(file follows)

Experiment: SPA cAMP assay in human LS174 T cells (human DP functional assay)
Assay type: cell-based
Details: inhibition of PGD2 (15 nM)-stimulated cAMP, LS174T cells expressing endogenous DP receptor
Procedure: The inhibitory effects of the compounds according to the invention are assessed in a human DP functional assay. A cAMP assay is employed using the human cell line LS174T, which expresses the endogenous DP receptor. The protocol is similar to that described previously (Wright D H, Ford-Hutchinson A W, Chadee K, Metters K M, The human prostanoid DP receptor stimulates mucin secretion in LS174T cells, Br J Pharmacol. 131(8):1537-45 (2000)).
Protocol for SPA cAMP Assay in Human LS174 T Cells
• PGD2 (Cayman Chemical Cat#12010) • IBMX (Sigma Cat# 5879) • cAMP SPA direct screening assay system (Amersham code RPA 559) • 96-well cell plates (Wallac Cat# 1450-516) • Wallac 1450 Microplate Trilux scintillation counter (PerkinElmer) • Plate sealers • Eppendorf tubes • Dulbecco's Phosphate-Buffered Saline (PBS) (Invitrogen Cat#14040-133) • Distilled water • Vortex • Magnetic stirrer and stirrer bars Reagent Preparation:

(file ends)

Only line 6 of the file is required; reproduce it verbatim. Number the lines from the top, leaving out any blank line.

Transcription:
• PGD2 (Cayman Chemical Cat#12010) • IBMX (Sigma Cat# 5879) • cAMP SPA direct screening assay system (Amersham code RPA 559) • 96-well cell plates (Wallac Cat# 1450-516) • Wallac 1450 Microplate Trilux scintillation counter (PerkinElmer) • Plate sealers • Eppendorf tubes • Dulbecco's Phosphate-Buffered Saline (PBS) (Invitrogen Cat#14040-133) • Distilled water • Vortex • Magnetic stirrer and stirrer bars Reagent Preparation: